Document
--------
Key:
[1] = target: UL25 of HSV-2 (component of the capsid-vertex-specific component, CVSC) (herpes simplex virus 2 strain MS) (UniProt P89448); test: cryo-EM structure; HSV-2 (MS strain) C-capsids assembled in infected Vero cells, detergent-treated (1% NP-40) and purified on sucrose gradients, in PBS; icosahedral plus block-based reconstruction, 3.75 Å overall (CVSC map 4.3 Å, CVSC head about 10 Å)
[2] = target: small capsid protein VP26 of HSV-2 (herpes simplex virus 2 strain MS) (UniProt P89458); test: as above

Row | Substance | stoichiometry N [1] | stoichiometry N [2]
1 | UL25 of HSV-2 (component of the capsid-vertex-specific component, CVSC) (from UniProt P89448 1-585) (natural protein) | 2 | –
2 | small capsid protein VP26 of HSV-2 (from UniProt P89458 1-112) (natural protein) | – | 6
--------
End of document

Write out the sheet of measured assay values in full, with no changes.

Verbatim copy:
Key:
[1] = target: UL25 of HSV-2 (component of the capsid-vertex-specific component, CVSC) (herpes simplex virus 2 strain MS) (UniProt P89448); test: cryo-EM structure; HSV-2 (MS strain) C-capsids assembled in infected Vero cells, detergent-treated (1% NP-40) and purified on sucrose gradients, in PBS; icosahedral plus block-based reconstruction, 3.75 Å overall (CVSC map 4.3 Å, CVSC head about 10 Å)
[2] = target: small capsid protein VP26 of HSV-2 (herpes simplex virus 2 strain MS) (UniProt P89458); test: as above

Row | Substance | stoichiometry N [1] | stoichiometry N [2]
1 | UL25 of HSV-2 (component of the capsid-vertex-specific component, CVSC) (from UniProt P89448 1-585) (natural protein) | 2 | –
2 | small capsid protein VP26 of HSV-2 (from UniProt P89458 1-112) (natural protein) | – | 6